This line of dessert swimwear is absolutely delectible and exclusive to Super Star in Utah.

Monday, April 20, 2009

Animal, Vegetable, Miracle pt. 2


Steven L. Hopp, Barbara Kingsolver's husband, argues that saving a little money purchasing industrially grown foods rather than locally grown is costing us the following:
-$22 BILLION in tax dollars annually used subsidize agricultural fuel used in growing, processing and shipping the products
-$3 billion in direct subsidies to large-scale, chemical-dependent farming (Farm Bill for corn & wheat)
-$10 billion for treatment of food-related illnesses annually
-$17 billion in agricultural chemical cleanup costs
-$8 billion in collateral costs of pesticide use
-$20 billion in costs of nutrients lost to erosion

I admit he may be stretching things here, not defining some of these things more clearly, but he still makes some very valid points.
Organic farming practices build soil, not deplete it. They eliminate pesticides and herbicides. These farmers apply a knowledge of many different crops, rotating crops and using cover crops, etc. Their methods require extra time and labor and small farms bear higher costs for packing, marketing, and distributing which forces the buyers to pay a little bit higher sticker price. But isn't good health and a healthy environment worth a few pennies more?!

Hopp also claims that "each food item in a typical U.S. meal has traveled an average of 1,500 miles." He continues, "If every U.S. citizen ate just one meal a week composed of locally and organically raised meats and produce, we would reduce our country's oil consumption by over 1.1 million barrels of oil every week. That's not gallons, but barrels. Small changes in buying habits can make big differences. Becoming a less energy-dependent nation may just need to start with a good breakfast."

Her Niche


Bravo to my friend Nichole who started her own eco-friendly handbag line and was featured this morning on San Diego's NBC station! The Tonight Show with Jay Leno is giving out her bags to celebrity guests this month for Earth Day.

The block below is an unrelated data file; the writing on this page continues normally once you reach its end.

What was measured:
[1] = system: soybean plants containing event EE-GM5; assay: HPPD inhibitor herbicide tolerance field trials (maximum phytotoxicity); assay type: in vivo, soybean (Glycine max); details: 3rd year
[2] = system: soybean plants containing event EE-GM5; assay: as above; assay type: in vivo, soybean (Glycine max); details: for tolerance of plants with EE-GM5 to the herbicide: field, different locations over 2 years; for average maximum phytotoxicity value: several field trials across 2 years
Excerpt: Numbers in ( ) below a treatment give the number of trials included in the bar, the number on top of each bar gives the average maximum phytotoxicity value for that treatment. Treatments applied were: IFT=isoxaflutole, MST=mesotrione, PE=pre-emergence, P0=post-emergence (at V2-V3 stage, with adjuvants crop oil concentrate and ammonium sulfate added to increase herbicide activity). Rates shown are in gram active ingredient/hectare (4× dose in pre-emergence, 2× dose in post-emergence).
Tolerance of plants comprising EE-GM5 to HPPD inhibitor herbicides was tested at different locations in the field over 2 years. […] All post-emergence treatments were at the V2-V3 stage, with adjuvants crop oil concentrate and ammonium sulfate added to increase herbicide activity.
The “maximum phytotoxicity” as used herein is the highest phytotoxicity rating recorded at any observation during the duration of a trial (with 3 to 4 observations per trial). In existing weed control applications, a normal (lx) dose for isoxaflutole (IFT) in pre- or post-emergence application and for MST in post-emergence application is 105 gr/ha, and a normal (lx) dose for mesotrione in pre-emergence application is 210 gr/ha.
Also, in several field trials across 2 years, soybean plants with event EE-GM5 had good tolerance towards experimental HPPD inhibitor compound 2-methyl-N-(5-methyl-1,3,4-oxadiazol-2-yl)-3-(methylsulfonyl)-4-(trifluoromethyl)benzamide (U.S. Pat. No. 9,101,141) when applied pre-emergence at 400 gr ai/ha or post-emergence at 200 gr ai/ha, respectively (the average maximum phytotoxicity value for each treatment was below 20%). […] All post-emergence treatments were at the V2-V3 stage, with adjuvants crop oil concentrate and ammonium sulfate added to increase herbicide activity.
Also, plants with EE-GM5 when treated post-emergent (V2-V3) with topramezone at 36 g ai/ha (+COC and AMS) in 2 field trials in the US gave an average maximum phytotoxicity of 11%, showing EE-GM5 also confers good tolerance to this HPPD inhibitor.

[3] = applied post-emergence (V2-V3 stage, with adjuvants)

Sunday, April 19, 2009

Frankenstein?



I just went through my April photos trying to decide which ones to post in an attempt to update you all on what's been going on with us since I've hardly posted anything about our to-dos lately. I haven't even told you about Easter or anything. Pretty much every picture I've taken this month has been of Jonah doing somthing hysterical like the above. Found Brandon's earplugs on the bedside table...

Speaking of Easter though, we did an egghunt at the city park on the Saturday before. Jonah mostly just stared at the hundreds of people surrounding him, but did manage to pick up a couple plastic eggs with the help of his dad. He had me, Elora, Alan, Linda, Andy, Kathy, Alex, and the three dogs there cheering he and Bryson on in their "hunt." We all went to lunch at a local cafe afterwards. We never did manage to dye any eggs of our own. We spent that night and the next up at the cabin.
Sunday after I went to church alone while the kids napped we gave the kids their baskets. I got them each two books. Grammy and Gampa got them some candy, toys, stuffed animals, and books. They both really liked the fake grass in Jonah's basket and Jonah liked the candy A LOT. He doesn't get many sweets regularly.

2008 Books

So far, I've been failing miserably in my personal reading this year. Several conversations with friends recently have me looking back on what I read last year. To the best of my recollection, this is an exhaustive list of what I read in 2008 (11 books) and a very short description and review of each.

Persuasion - Jane Austen (5 stars) (movie: 5 stars). Fiction. If you like Austen or good writing or British classics, or romance, you'll probably like this.
Life of Pi - Yann Martel (4 stars). Fiction. Unique. Fast read. Almost believable. Incredible.
Funny in Farsi - Firoozeh Dumas (4.5 stars). Memoir. Definitely funny. Each chapter stands alone. Easy read.
Omnivore's Dilemma - Michael Pollan (5 stars). Nonfiction. Second section (out of three) was my favorite. Everyone should read this book. Ever wonder where your food comes from? Find out.
The Prize Winner of Defiance, Ohio - Terry Ryan (4 stars) (haven't seen the movie yet). Nonfiction. A woman's biography of her mother. If you like words, the fifties, or your mother, you might like this.
A Red State of Mind - Nancy French (3.5 stars). Nonfiction. A fun look at bi-partisan politics and American everyday life. Good writing but confusing timelining.